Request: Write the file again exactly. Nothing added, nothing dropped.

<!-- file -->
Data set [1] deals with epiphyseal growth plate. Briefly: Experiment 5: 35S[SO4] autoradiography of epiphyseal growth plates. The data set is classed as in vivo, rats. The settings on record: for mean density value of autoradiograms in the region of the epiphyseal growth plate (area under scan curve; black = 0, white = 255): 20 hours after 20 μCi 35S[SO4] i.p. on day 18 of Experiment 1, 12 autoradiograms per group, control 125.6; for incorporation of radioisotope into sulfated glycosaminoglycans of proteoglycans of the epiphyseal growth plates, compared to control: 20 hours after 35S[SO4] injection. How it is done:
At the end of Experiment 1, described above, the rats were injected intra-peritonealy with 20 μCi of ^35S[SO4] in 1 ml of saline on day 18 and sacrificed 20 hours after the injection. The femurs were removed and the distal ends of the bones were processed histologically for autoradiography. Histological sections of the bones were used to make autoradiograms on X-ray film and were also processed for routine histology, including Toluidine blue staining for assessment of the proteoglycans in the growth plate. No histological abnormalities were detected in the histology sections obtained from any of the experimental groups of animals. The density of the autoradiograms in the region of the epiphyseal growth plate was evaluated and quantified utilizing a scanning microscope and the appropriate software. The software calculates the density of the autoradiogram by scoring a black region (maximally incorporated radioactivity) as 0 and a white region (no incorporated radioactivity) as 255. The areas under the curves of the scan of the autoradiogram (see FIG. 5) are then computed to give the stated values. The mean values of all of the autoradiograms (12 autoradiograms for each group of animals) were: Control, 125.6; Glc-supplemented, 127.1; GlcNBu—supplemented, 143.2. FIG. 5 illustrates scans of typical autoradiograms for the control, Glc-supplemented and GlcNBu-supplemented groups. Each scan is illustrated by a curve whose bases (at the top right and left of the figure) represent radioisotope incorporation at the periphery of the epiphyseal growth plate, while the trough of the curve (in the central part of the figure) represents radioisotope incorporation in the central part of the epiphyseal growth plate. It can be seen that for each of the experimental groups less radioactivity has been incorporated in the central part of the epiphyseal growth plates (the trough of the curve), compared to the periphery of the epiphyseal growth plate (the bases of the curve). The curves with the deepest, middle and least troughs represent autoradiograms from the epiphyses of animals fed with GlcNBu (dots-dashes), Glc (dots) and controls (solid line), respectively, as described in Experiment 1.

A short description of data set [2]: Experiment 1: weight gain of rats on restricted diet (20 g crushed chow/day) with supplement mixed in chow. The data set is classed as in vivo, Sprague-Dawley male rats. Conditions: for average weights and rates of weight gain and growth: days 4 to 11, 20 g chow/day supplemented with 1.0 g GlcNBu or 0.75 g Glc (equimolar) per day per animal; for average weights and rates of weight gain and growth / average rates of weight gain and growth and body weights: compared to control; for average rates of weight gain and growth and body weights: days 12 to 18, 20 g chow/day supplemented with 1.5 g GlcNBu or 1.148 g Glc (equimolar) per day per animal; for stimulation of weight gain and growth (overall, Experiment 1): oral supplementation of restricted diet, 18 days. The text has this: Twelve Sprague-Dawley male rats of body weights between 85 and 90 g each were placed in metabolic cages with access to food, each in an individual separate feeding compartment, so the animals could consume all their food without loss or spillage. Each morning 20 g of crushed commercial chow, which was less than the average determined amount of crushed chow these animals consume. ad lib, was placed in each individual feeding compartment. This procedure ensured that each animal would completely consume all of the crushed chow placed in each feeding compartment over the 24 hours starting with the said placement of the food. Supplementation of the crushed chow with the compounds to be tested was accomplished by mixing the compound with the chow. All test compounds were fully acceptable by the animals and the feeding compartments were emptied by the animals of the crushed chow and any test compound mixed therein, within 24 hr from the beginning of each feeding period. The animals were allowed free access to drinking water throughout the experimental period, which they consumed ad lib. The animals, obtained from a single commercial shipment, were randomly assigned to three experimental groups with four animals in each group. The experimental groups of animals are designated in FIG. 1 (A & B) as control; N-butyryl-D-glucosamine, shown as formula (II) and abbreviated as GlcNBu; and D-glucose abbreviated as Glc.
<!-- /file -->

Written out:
Data set [1] deals with epiphyseal growth plate. Briefly: Experiment 5: 35S[SO4] autoradiography of epiphyseal growth plates. The data set is classed as in vivo, rats. The settings on record: for mean density value of autoradiograms in the region of the epiphyseal growth plate (area under scan curve; black = 0, white = 255): 20 hours after 20 μCi 35S[SO4] i.p. on day 18 of Experiment 1, 12 autoradiograms per group, control 125.6; for incorporation of radioisotope into sulfated glycosaminoglycans of proteoglycans of the epiphyseal growth plates, compared to control: 20 hours after 35S[SO4] injection. How it is done:
At the end of Experiment 1, described above, the rats were injected intra-peritonealy with 20 μCi of ^35S[SO4] in 1 ml of saline on day 18 and sacrificed 20 hours after the injection. The femurs were removed and the distal ends of the bones were processed histologically for autoradiography. Histological sections of the bones were used to make autoradiograms on X-ray film and were also processed for routine histology, including Toluidine blue staining for assessment of the proteoglycans in the growth plate. No histological abnormalities were detected in the histology sections obtained from any of the experimental groups of animals. The density of the autoradiograms in the region of the epiphyseal growth plate was evaluated and quantified utilizing a scanning microscope and the appropriate software. The software calculates the density of the autoradiogram by scoring a black region (maximally incorporated radioactivity) as 0 and a white region (no incorporated radioactivity) as 255. The areas under the curves of the scan of the autoradiogram (see FIG. 5) are then computed to give the stated values. The mean values of all of the autoradiograms (12 autoradiograms for each group of animals) were: Control, 125.6; Glc-supplemented, 127.1; GlcNBu—supplemented, 143.2. FIG. 5 illustrates scans of typical autoradiograms for the control, Glc-supplemented and GlcNBu-supplemented groups. Each scan is illustrated by a curve whose bases (at the top right and left of the figure) represent radioisotope incorporation at the periphery of the epiphyseal growth plate, while the trough of the curve (in the central part of the figure) represents radioisotope incorporation in the central part of the epiphyseal growth plate. It can be seen that for each of the experimental groups less radioactivity has been incorporated in the central part of the epiphyseal growth plates (the trough of the curve), compared to the periphery of the epiphyseal growth plate (the bases of the curve). The curves with the deepest, middle and least troughs represent autoradiograms from the epiphyses of animals fed with GlcNBu (dots-dashes), Glc (dots) and controls (solid line), respectively, as described in Experiment 1.

A short description of data set [2]: Experiment 1: weight gain of rats on restricted diet (20 g crushed chow/day) with supplement mixed in chow. The data set is classed as in vivo, Sprague-Dawley male rats. Conditions: for average weights and rates of weight gain and growth: days 4 to 11, 20 g chow/day supplemented with 1.0 g GlcNBu or 0.75 g Glc (equimolar) per day per animal; for average weights and rates of weight gain and growth / average rates of weight gain and growth and body weights: compared to control; for average rates of weight gain and growth and body weights: days 12 to 18, 20 g chow/day supplemented with 1.5 g GlcNBu or 1.148 g Glc (equimolar) per day per animal; for stimulation of weight gain and growth (overall, Experiment 1): oral supplementation of restricted diet, 18 days. The text has this: Twelve Sprague-Dawley male rats of body weights between 85 and 90 g each were placed in metabolic cages with access to food, each in an individual separate feeding compartment, so the animals could consume all their food without loss or spillage. Each morning 20 g of crushed commercial chow, which was less than the average determined amount of crushed chow these animals consume. ad lib, was placed in each individual feeding compartment. This procedure ensured that each animal would completely consume all of the crushed chow placed in each feeding compartment over the 24 hours starting with the said placement of the food. Supplementation of the crushed chow with the compounds to be tested was accomplished by mixing the compound with the chow. All test compounds were fully acceptable by the animals and the feeding compartments were emptied by the animals of the crushed chow and any test compound mixed therein, within 24 hr from the beginning of each feeding period. The animals were allowed free access to drinking water throughout the experimental period, which they consumed ad lib. The animals, obtained from a single commercial shipment, were randomly assigned to three experimental groups with four animals in each group. The experimental groups of animals are designated in FIG. 1 (A & B) as control; N-butyryl-D-glucosamine, shown as formula (II) and abbreviated as GlcNBu; and D-glucose abbreviated as Glc.